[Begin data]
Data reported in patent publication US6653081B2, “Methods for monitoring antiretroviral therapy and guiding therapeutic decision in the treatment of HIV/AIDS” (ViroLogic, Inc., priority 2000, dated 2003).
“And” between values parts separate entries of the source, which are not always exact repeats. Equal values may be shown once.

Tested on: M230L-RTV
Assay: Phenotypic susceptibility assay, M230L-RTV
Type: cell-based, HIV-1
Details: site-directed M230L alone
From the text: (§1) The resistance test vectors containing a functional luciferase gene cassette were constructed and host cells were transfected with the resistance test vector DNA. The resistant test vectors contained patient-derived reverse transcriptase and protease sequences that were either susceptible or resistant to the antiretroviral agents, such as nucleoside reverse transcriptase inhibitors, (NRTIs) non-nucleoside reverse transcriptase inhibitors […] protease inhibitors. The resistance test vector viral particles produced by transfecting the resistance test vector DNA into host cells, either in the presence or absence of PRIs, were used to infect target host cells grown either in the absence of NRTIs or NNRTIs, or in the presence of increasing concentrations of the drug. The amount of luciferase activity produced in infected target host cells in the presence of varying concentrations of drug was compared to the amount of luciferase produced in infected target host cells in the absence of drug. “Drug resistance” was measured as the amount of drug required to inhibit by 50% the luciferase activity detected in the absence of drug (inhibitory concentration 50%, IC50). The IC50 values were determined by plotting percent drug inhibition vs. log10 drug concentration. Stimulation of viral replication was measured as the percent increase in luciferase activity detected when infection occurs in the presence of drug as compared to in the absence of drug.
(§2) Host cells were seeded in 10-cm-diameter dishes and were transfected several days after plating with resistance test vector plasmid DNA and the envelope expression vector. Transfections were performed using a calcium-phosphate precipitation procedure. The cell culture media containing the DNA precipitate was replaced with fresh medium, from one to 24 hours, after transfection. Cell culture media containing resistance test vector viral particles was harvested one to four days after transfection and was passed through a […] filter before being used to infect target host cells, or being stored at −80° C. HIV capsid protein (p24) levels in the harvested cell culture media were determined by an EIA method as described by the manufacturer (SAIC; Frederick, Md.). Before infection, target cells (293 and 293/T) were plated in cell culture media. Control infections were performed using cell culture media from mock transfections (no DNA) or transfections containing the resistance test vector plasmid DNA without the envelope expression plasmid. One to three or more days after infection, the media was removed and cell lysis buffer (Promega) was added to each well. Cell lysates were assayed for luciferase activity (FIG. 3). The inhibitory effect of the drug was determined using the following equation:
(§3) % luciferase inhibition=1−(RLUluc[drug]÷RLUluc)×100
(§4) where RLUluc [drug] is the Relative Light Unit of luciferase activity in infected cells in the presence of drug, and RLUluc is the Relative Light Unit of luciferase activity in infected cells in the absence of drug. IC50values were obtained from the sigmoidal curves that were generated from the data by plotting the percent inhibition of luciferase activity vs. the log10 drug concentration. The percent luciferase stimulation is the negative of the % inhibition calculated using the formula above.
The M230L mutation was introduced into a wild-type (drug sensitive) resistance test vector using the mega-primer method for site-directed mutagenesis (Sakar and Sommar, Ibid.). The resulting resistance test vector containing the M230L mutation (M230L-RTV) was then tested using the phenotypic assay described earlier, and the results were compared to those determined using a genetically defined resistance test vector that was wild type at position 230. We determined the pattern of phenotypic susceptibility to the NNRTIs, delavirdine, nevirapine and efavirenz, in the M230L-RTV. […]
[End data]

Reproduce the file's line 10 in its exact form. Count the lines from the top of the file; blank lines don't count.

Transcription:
(§4) where RLUluc [drug] is the Relative Light Unit of luciferase activity in infected cells in the presence of drug, and RLUluc is the Relative Light Unit of luciferase activity in infected cells in the absence of drug. IC50values were obtained from the sigmoidal curves that were generated from the data by plotting the percent inhibition of luciferase activity vs. the log10 drug concentration. The percent luciferase stimulation is the negative of the % inhibition calculated using the formula above.